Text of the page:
File-Sharing Network Operator Acquitted Of Fraud Charges

The operator of a file sharing network that was raided by police in 2007 on suspicion of enabling copyright-infringement has been acquitted by a jury. Alan Ellis ran OiNK and was found not guilty of conspiracy to defraud by a Middlesborough court.

Ellis's site, OiNK, was a torrent tracker, which meant that it helped users to distribute and download files from the internet.

The trial heard that he received £11,000 a month in donations from site users and that its 200,000 members downloaded 21 million music files between 2004 and 2007.

Ellis told Teeside Crown Court that his site, OiNK, was not infringing copyright or breaking the law. He said that if people used the site to share copyrighted material then that was their business, not his.

"I always held the belief that the site wasn’t doing anything wrong," he told the Court, according to Middlesbrough's Evening Gazette newspaper. “I wasn’t the one breaking the law. If these people chose to download music and in doing so were breaking the law, then that was their responsibility, not mine. I never saw that I was responsible for them downloading music.

“I saw what the site was doing to be similar to a site like Google. It’s just providing a search or a mechanism for other people to get together," he said. “It never occurred to me at all that it could be illegal, what I was doing."

Police charged five men with copyright offences in relation to activity on the site and charged Eillis with conspiracy to defraud.

Ellis was arrested in a raid that also involved the seizure of web servers in Amsterdam. Trade body the International Federation of Phonographic Industries (IFPI) had claimed that the site was making albums available before their official release. It said that it had made 60 pre-release albums available.

Intellectual property law expert Kim Walker of Pinsent Masons, the law firm behind OUT-LAW.COM, said that while police might have taken heart from success in Sweden against file sharing network the Pirate Bay, this case was likely to put police forces off taking similar action.

"They might have been emboldened by the Pirate Bay decision but this will dampen down their enthusiasm," he said. "Fraud is a very high test and juries are not that keen to find someone guilty of fraud. As I understand it the only way he was making money was donations, which isn't fraud as one would normally think of it."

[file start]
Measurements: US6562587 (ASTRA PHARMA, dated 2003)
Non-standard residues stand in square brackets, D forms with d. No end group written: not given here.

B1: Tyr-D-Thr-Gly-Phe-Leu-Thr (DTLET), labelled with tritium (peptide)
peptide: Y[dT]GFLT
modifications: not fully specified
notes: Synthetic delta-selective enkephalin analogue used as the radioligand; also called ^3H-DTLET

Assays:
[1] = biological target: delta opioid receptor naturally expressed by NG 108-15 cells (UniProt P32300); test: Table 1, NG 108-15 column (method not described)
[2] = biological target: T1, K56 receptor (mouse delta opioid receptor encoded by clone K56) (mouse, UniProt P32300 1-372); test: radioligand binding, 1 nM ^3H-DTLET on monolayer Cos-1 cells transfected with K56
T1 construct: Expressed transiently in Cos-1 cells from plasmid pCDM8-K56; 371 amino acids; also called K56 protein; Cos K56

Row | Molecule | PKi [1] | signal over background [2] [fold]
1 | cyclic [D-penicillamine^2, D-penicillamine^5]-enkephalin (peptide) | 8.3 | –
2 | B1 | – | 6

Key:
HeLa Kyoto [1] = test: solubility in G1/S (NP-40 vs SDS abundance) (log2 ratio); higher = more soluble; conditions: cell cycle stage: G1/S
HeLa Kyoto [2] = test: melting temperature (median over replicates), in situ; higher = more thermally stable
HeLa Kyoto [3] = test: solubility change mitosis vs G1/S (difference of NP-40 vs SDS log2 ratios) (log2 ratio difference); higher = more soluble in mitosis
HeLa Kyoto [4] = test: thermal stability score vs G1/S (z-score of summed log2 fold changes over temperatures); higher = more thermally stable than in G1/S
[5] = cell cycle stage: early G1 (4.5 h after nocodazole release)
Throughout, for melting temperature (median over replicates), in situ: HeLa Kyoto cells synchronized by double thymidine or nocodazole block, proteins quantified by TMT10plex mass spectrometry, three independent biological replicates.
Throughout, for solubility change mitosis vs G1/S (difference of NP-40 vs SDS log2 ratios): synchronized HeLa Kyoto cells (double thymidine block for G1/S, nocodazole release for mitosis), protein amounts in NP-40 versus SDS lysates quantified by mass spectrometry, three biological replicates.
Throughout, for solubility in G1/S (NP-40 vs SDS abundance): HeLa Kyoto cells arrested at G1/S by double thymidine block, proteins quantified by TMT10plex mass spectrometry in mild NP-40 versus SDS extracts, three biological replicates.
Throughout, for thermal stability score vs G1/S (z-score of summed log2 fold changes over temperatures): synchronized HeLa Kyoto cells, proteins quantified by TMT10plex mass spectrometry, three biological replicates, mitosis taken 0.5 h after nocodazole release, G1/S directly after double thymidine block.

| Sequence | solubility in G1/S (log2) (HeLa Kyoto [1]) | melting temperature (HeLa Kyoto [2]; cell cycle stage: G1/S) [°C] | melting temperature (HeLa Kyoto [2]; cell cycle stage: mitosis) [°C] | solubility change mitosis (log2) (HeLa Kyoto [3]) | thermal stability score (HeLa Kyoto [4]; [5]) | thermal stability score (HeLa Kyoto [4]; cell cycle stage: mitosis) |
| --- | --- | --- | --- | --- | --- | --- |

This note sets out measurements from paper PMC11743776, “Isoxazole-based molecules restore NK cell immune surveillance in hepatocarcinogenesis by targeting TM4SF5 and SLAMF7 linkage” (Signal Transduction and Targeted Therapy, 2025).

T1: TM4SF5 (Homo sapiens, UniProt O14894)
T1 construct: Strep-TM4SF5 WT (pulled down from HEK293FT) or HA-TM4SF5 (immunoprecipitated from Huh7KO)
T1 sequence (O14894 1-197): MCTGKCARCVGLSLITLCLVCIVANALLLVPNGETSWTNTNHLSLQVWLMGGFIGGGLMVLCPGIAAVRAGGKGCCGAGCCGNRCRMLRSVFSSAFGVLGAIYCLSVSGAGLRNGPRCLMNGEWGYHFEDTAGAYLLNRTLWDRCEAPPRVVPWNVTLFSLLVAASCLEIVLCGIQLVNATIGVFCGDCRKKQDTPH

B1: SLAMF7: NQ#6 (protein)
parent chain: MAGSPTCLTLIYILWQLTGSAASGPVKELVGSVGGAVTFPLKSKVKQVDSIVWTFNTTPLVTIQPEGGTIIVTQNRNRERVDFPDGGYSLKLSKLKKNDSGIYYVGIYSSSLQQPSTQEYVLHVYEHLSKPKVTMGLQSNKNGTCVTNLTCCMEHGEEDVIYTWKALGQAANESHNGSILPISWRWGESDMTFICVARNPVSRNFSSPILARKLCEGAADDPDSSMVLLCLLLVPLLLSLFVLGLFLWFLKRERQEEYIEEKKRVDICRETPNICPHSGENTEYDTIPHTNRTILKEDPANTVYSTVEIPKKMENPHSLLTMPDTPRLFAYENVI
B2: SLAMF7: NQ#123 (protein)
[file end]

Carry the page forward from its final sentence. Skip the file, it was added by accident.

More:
Walker said that the authorities could have cleared up one area of copyright law had they approached the case differently.

"I am surprised that in addition they didn't charge him with authorising copyright infringement, which is a civil offence under the Copyright Act," he said. "It's possible that they thought they didn't have enough to make that case stick."

"It would have been good to have a case that told us what authorising copyright infringement means is in relation to peer to peer file-sharing," said Walker. "The only case we have involved Amstrad and was about tape to tape copiers."

In that case Amstrad was found not to breach the law because it had made it clear in all publicity and manuals that the tape to tape copier was only meant for legitimate copying.

"The nearest we've got in relation to file sharing is the Australian Kazaa decision, which was helpful because Australia has got an authorising copyright infringement provision similar to ours," said Walker. "There the Australian court found that Kazaa was guilty of authorising copyright infringement because it took no steps at all to minimse the likelihood of file sharing."